Inside the Big Vessel That Brought Global Trade To Its Knees


The ship that brought global trade to its knees is still stuck in the Suez Canal and now finds itself at the centre of an almighty international row, reports Wired.

Inside the Ever Given

Day after day, the 24-person crew duly go about their tasks. Routine maintenance is performed. Fire drills are carried out. Minimum safe manning standards are kept. Everything is ready and raring to go. But this ship hasn’t moved for months – and most of its inhabitants haven’t set foot on land since they set sail more than 100 days ago. All they can do is wait.

Outside, the Egyptian sun slowly simmers cargo headed for the UK and Germany, as well as trains destined for central and eastern Europe – wiring, lawnmowers and gazebos which will one day be bound for assembly lines, supermarket shelves and homes across the continent. Alongside surgical gowns, wheelchair parts and sun loungers, there’s also plenty of food: tea leaves, lemons and tofu all rot away in the heat. None of it can be offloaded.

This is the Ever Given, the same ship that launched a thousand memes when it got stuck across the Suez Canal on March 23 and held up nearly $60 billion of trade. It took a week of tugs, dredging and a crack team of salvage experts to free the 220,000-tonne megaship. As the Ever Given set sail once more, horns blared out in triumph. Yet its next unscheduled stopover lay just 30 kilometres away in Great Bitter Lake where it was towed for a seemingly routine inspection. It’s been anchored there ever since.

The vessel is stuck once more – this time by an almighty international legal row. By mid-April, it had been impounded, with the Suez Canal Authority, or SCA, slapping a claim against its owners in an Egyptian court. The salvage fee? Nearly $1bn. “I’ve seen cases like this but on a much smaller scale,” explains maritime solicitor Jai Sharma of law firm Clyde & Co, which represents the insurers of more than $100 million worth of cargo on board the Ever Given. “What sets this apart is the amount of money being requested – it’s far, far beyond what anyone in our industry would expect.”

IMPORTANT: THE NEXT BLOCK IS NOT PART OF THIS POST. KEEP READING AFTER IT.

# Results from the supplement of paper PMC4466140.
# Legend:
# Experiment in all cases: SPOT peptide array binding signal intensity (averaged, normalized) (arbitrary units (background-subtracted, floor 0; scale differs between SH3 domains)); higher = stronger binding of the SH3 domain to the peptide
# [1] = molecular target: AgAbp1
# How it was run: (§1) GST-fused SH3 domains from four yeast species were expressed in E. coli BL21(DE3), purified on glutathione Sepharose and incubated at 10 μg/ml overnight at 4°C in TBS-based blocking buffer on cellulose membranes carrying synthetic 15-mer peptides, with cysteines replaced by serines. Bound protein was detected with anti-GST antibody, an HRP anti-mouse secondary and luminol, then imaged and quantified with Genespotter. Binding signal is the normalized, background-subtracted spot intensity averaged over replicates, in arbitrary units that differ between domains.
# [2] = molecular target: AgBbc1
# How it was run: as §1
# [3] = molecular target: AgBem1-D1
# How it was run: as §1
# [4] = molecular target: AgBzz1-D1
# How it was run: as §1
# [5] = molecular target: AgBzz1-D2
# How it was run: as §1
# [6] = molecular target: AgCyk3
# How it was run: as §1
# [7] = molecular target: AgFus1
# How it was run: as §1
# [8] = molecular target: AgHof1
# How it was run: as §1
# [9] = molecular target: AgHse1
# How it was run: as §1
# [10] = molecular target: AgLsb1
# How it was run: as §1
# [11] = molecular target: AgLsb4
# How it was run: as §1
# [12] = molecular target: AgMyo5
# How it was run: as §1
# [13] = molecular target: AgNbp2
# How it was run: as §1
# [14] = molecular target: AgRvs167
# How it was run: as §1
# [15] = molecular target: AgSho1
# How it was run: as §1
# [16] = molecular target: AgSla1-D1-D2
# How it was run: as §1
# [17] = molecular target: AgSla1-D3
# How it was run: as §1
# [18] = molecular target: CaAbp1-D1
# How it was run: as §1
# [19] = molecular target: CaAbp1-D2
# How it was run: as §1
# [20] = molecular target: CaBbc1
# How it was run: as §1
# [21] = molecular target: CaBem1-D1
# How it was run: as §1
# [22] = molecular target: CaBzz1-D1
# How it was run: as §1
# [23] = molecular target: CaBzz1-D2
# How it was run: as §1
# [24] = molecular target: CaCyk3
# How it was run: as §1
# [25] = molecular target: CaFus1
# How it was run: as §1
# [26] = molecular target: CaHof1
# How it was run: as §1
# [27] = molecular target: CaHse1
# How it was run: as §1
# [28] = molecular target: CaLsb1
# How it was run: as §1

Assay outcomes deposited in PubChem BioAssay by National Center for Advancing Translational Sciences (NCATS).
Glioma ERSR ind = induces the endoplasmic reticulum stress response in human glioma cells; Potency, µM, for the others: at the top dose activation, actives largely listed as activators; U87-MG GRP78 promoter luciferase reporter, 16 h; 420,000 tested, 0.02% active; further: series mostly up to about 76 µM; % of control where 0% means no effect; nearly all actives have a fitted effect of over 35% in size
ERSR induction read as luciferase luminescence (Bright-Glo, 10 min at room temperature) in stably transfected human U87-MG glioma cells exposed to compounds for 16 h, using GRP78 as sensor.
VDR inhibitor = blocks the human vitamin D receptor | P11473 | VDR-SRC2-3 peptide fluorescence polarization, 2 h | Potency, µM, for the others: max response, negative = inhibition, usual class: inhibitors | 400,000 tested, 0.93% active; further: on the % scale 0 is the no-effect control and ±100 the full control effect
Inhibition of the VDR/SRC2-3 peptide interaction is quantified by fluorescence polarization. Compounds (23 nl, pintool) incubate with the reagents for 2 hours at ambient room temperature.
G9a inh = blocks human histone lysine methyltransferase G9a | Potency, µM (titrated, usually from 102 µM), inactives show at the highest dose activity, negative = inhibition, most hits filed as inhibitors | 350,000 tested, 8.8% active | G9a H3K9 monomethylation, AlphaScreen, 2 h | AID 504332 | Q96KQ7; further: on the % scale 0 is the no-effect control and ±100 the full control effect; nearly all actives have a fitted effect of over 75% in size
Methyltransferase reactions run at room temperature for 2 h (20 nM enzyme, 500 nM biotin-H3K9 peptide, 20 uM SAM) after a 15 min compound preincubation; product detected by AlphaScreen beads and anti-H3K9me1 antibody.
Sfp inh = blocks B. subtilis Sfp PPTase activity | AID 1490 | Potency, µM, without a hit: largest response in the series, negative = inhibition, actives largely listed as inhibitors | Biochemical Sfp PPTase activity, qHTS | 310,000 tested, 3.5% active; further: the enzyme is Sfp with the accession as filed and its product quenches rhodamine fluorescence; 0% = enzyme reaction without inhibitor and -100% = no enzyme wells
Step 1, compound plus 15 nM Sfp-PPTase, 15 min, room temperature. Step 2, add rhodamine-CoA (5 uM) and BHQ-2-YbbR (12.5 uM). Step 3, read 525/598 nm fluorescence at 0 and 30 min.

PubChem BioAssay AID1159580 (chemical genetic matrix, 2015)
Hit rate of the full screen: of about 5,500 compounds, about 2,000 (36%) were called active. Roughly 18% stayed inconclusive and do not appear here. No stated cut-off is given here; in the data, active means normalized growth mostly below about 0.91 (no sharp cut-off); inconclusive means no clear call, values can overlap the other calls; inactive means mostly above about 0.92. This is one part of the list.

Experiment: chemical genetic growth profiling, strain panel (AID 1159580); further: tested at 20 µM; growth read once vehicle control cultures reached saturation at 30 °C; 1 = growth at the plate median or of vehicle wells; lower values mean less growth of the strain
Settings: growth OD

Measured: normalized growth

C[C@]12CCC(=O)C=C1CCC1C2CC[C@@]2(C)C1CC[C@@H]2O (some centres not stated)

With negotiations at an impasse, the Ever Given’s Indian crew remain stuck on board a ship that cannot sail. And there’s only so much work to do for a ship that’s going nowhere. The Ever Given does at least have Wi-Fi to help pass the time and stave off cabin fever. There’s also a toll-free counselling helpline for the crew and their families.

Being in anchorage for so long definitely dampens the spirits,” says Abdulgani Serang, who heads the National Union of Seafarers of India, which has visited the crew on board. “But, in this case, it comes with the baggage of the Suez Canal incident, which adds to their trauma.”

Hopes of settling the case soon

The Ever Given was due to dock at Rotterdam on April 3, where much of its estimated $700m worth of cargo was to be offloaded and forwarded on to the rest of Europe. In the time that it’s idled, more than 4,000 vessels have passed it by on Great Bitter Lake.

The delay has been so long that seven crew members have returned home following the end of their contracts. But the SCA’s requirement that the ship is operational means that six replacement seafarers have been drafted in from India – notwithstanding the Delta variant of Covid-19 that has torn through the country.

That means that alongside negative PCR tests, new crew members had to complete a week-long quarantine in individual cabins – before assuming full duties aboard a ship which hasn’t sailed in months.

Ian Beveridge, CEO at Bernhard Schulte Shipmanagement, Ever Given’s technical manager, says that the crew remain safe and well. “We hope to see the case settled soon so that they can be released with their ship at the earliest opportunity.” The SCA did not respond to multiple requests for comment.

Muddying the legal waters

Muddying the legal waters is the sheer number of international players involved – a standard for the shipping industry. Although managed by a German company, the Ever Given’s Japanese owners, Shoei Kisen Kaisha, have leased the ship to Taiwanese firm Evergreen.

Insured by a British broker, run by an Indian crew, it flies the flag of tax haven Panama. The multi-jurisdictional mishmash makes the ship arguably more vulnerable to the demands of the state-owned SCA, which pumps upwards of $5bn into the Egyptian economy every year through transit fees.